Romance Languages and Literatures

Hispanic and Luso-Brazilian Studies

Hispanic and Luso-Brazilian Studies (HLBS) is an interdisciplinary intellectual community that strives to provide a profound understanding of the multiple languages, literatures, and cultures of the Iberian Peninsula and Latin America.

We offer a strong, comprehensive curriculum that embraces the multiple disciplinary traditions and theoretical diversity of our fields. Our graduate program also highlights the linguistic and cultural diversity of Iberia and Latin America, offering a rich selection of languages relevant to HLBS such as Catalan, Portuguese, and Spanish.

Visit the Undergraduate Program section for information on College majors and minors in Spanish, Portuguese, and Catalan.

Our Faculty

We cover all periods of Iberian and Latin American cultural histories and offer a rich variety of approaches to the study of literature, theater and performance, the visual arts, and intellectual production. While specializing in a wide variety periods and critical approaches, we are particularly strong in a number of areas and interdisciplinary fields of study:

  • Early modern Spain and colonial Latin America (Frederick de Armas, Larissa Brewer-García, Miguel Martínez, Victoria Saramago)
  • Modern and contemporary Latin America and Iberia (Agnes Lugo-Ortiz, Mario Santana, Laura Gandolfi, Mauricio Tenorio, Dain Borges, Victoria Saramago)
  • Mexico and the Caribbean (Agnes Lugo-Ortiz, Laura Gandolfi, Mauricio Tenorio, Victoria Saramago)
  • Nationalism and culture (Agnes Lugo-Ortiz, Mario Santana, Miguel Martínez)
  • Visual studies, film, and the performative arts (Agnes Lugo-Ortiz, Mario Santana, Frederick de Armas)
  • Material approaches and sociology of literature (Laura Gandolfi, Mario Santana, Frederick de Armas, Miguel Martínez, Victoria Saramago)
  • Race Studies (Agnes Lugo-Ortiz, Larissa Brewer-García, Dain Borges)
  • Gender and sexuality (Agnes Lugo-Ortiz, Larissa Brewer-García, Frederick de Armas)
  • Intellectual and cultural history (Agnes Lugo-Ortiz, Mauricio Tenorio, Dain Borges, David Nirenberg)

Interdisciplinary Engagement

  • The University of Chicago’s campus-wide, interdisciplinary graduate workshops are a hallmark of graduate study at this University. Our students and faculty often participate in workshops such as Caribbean and Latin America, Early Modern and Mediterranean Worlds (1200-1800), Medieval Studies, Gender and Sexuality, Renaissance, etc.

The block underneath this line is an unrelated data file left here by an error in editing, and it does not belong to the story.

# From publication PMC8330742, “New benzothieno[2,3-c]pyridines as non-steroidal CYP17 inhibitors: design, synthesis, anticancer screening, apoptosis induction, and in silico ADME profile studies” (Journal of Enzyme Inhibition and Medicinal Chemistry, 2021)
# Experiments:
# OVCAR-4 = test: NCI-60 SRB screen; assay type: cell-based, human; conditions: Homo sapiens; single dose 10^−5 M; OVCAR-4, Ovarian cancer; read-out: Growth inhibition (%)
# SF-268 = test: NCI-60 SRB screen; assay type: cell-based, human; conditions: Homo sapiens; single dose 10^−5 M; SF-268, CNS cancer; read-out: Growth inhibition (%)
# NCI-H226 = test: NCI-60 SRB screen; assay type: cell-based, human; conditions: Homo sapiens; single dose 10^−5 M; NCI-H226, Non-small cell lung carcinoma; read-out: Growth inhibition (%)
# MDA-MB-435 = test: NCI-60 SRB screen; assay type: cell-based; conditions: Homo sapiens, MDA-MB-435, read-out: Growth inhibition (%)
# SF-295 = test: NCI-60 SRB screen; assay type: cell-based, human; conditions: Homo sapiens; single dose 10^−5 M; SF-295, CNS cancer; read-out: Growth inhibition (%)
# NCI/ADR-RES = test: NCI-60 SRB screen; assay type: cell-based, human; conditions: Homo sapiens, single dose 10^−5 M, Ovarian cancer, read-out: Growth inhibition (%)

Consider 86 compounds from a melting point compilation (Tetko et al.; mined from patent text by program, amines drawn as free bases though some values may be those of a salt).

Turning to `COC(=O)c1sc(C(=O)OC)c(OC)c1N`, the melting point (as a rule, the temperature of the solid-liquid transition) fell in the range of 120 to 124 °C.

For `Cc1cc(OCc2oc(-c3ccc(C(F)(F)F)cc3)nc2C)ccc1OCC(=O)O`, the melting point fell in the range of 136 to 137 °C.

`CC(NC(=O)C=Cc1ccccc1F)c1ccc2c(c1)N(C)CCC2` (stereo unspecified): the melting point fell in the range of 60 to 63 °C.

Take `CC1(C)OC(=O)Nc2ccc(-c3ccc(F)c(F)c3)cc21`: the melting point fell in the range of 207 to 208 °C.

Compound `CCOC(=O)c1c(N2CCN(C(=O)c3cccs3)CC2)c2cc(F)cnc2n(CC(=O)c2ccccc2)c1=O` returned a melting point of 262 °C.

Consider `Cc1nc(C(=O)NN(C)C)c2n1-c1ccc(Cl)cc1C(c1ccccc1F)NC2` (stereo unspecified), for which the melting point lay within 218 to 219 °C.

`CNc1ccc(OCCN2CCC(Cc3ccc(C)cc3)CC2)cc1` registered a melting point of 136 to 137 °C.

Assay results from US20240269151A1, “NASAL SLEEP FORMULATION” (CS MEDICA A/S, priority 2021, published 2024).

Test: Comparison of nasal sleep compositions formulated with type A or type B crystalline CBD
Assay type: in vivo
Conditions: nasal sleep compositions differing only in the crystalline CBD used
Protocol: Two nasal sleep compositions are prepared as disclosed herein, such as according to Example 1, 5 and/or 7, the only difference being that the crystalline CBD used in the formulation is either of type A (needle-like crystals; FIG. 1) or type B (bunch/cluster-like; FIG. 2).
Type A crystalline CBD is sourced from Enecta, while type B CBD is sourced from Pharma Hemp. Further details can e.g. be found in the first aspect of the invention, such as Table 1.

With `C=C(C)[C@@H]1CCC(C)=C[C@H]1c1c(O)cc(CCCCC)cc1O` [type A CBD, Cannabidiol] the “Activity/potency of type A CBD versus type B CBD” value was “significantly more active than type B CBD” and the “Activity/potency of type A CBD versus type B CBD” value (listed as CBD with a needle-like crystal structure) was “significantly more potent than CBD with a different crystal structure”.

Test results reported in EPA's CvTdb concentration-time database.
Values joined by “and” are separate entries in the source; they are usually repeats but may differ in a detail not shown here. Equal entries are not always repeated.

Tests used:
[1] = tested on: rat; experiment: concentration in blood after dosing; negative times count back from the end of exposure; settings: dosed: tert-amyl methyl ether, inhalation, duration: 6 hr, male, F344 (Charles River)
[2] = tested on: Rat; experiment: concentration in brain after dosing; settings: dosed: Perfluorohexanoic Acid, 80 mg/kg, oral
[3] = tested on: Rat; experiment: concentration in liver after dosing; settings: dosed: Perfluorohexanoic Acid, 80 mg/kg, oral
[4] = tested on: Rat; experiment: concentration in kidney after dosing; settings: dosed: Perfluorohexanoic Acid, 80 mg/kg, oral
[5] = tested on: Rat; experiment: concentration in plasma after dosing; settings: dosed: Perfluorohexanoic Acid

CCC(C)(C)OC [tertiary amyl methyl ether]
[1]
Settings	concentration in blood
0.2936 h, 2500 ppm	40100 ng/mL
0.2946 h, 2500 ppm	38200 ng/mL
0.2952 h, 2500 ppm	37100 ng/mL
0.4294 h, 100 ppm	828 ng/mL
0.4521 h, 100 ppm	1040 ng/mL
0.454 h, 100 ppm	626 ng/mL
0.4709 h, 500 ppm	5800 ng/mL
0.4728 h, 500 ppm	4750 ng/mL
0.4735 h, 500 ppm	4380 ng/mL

• Students are expected and encouraged to expand their research and course work into other literatures, departments, and disciplines, and they often take courses in Cinema and Media Studies, Art HistoryComparative LiteraturePhilosophyTheater and Performance StudiesHistory, and Social Thought, as well as in the programs in Gender Studies and Sexuality (which offers a Graduate Certificate), Latin American Studies, and Race, Politics and Culture. In defining their own path of study while acquiring a rigorous grounding in their chosen fields, students develop the skills and versatility necessary to adapt and succeed in an evolving profession.

International Exchange

  • Regular visiting professors from universities and research centers in Spain, Portugal, and Latin America thanks to international agreements with the Institut Ramon Llull, the Luso-American Foundation, and the Tinker Foundation and Instituto Etxepare. Recent visitors came from the Colegio de México, Universitat Pompeu Fabra in Barcelona, Universidade de Lisboa and Universit of the Basque Country.
  • Opportunities for field research facilitated by a number of exchange programs with Spanish and Latin American universities.

Research Resources

  • The University of Chicago Library. One of the largest research libraries in North America, with 12.6 million volumes in print and electronic form, the Library holds a vast collection of Iberian and Latin American printed materials, maps, manuscripts, rare books, journal holdings, databases and microfilm sets, and provides extensive support for developing personal research skills.
  • The Newberry Library. One of the nation’s preeminent independent research collections and organizes an array of research seminars and colloquia engaging graduate students.


Our graduate students are not required to teach during their first year in order to focus on course work. Students first serve as language assistants who lead weekly discussion sections, then take on increased responsibility as lecturers in the college's language program and as course assistants for our literature courses.

Additional teaching opportunities are available after the first 5 years as a lecturer, language assistant, or course assistant. Eligible students must have completed the Department’s pedagogy seminar, finished any required coursework, and made satisfactory progress on their dissertation.